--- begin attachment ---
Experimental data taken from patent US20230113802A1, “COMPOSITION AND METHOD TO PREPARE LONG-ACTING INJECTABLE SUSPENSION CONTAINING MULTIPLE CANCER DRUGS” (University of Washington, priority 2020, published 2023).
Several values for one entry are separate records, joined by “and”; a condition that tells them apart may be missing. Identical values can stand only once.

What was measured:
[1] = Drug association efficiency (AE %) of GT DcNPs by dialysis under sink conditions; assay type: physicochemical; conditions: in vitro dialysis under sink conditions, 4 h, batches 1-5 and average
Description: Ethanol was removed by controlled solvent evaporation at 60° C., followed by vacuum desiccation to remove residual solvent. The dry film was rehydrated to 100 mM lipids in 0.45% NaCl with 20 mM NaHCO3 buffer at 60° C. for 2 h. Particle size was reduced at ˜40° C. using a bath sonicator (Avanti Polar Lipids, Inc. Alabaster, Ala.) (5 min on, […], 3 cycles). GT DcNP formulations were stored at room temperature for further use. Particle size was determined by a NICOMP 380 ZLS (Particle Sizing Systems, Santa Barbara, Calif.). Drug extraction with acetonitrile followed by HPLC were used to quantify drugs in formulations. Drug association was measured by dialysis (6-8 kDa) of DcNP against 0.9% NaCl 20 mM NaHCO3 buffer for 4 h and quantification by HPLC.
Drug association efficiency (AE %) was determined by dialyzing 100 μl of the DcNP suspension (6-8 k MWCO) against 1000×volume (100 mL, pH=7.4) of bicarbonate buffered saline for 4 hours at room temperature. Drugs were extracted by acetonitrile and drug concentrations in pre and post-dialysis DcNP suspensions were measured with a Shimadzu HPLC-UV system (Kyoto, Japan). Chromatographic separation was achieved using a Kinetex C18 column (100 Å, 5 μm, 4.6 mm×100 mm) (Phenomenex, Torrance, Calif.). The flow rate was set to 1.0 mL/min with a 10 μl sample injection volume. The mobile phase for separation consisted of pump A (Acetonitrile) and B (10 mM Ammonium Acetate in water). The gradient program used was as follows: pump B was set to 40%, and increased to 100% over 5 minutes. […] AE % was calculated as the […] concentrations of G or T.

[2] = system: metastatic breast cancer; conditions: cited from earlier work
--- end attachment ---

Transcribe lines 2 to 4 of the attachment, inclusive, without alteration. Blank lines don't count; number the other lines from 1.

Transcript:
Several values for one entry are separate records, joined by “and”; a condition that tells them apart may be missing. Identical values can stand only once.

What was measured:
[1] = Drug association efficiency (AE %) of GT DcNPs by dialysis under sink conditions; assay type: physicochemical; conditions: in vitro dialysis under sink conditions, 4 h, batches 1-5 and average